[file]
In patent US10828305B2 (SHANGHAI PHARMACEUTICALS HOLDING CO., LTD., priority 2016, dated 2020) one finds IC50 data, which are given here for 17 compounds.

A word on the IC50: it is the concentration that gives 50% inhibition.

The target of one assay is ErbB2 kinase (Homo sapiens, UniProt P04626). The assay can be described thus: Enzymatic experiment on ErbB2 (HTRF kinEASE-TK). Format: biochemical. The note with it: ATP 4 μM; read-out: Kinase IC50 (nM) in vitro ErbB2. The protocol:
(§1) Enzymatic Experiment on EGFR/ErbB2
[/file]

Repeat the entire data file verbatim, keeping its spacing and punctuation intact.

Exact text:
In patent US10828305B2 (SHANGHAI PHARMACEUTICALS HOLDING CO., LTD., priority 2016, dated 2020) one finds IC50 data, which are given here for 17 compounds.

A word on the IC50: it is the concentration that gives 50% inhibition.

The target of one assay is ErbB2 kinase (Homo sapiens, UniProt P04626). The assay can be described thus: Enzymatic experiment on ErbB2 (HTRF kinEASE-TK). Format: biochemical. The note with it: ATP 4 μM; read-out: Kinase IC50 (nM) in vitro ErbB2. The protocol:
(§1) Enzymatic Experiment on EGFR/ErbB2